The study, recently updated for 2008, examined direct-sold 529 college-savings plans from 49 states and the District of Columbia. The comparisons are based on the 10-year projected costs of a $10,000 investment, as reported by each 529 plan in its official program offering materials. The report also identifies those states where residents have even lower costs in the home-state 529 plan due to the waiver of annual account fees for state residents.
Due to their more complicated fee structures, the company explained, plans sold through financial advisers were not included in the study.
Examination of Fees
“There’s been a huge effort on the part of the states and their outside vendors to bring down investor costs in 529 plans,’ remarked 529 “guru’ Joseph Hurley, founder of Savingforcollege.com, in a company release.
Savingforcollege.com showed the effect fees and expenses can have on a college-savings fund:
- Plan A has underlying investments with an annual return of 7% and the plan manager charges a fee of 20 basis points. Therefore, an investment of $5,000 today will grow to be worth $16,340 in 18 years.
- Plan B uses the same underlying investments, but charges a management fee of 40 basis points. In Plan B, that same $5,000 investment will grow to $15,798, or $542 (3.4%) less than Plan A.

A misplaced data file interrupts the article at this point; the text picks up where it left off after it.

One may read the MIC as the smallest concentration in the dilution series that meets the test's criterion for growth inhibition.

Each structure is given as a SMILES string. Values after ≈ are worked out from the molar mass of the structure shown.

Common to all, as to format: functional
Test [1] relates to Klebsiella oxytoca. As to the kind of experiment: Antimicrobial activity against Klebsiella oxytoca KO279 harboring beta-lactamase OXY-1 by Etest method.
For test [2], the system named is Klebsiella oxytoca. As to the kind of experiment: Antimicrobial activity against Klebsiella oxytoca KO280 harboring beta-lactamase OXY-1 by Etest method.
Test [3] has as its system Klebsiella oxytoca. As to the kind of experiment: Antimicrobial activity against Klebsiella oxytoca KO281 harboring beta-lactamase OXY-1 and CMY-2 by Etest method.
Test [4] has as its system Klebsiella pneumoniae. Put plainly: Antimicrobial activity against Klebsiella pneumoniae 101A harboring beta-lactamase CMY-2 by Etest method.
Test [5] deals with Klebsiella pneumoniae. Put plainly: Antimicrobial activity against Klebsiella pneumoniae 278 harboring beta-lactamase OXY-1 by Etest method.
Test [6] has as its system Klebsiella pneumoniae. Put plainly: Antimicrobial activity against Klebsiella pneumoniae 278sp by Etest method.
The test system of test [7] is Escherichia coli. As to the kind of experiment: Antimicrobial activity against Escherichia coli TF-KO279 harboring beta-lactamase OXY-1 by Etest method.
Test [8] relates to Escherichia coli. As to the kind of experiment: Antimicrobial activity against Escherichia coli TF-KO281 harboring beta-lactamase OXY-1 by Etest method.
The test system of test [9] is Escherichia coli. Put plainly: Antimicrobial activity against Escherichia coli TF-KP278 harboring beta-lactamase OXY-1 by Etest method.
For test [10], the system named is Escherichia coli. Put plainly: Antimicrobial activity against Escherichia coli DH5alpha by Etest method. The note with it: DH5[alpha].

However, despite the research about fees, they should not be the only consideration in selecting a particular 529 plan, the company said. “The more important figure is the net performance of your 529 account after all costs. I might pay more if I felt I could get better net returns without taking on more investment risk,’ stated Hurley. State tax and other benefits are also important factors.
The report can be accessed at www.savingforcollege.com/529_fee_study.
Savingforcollege.com is an independent research, consulting, and publishing company providing financial professionals and consumers with comprehensive and objective information about Section 529 plans, Coverdell education savings plans, and other college investing strategies. In December 2007, Savingforcollege.com was acquired by Bankrate, Inc., a personal finance Web site.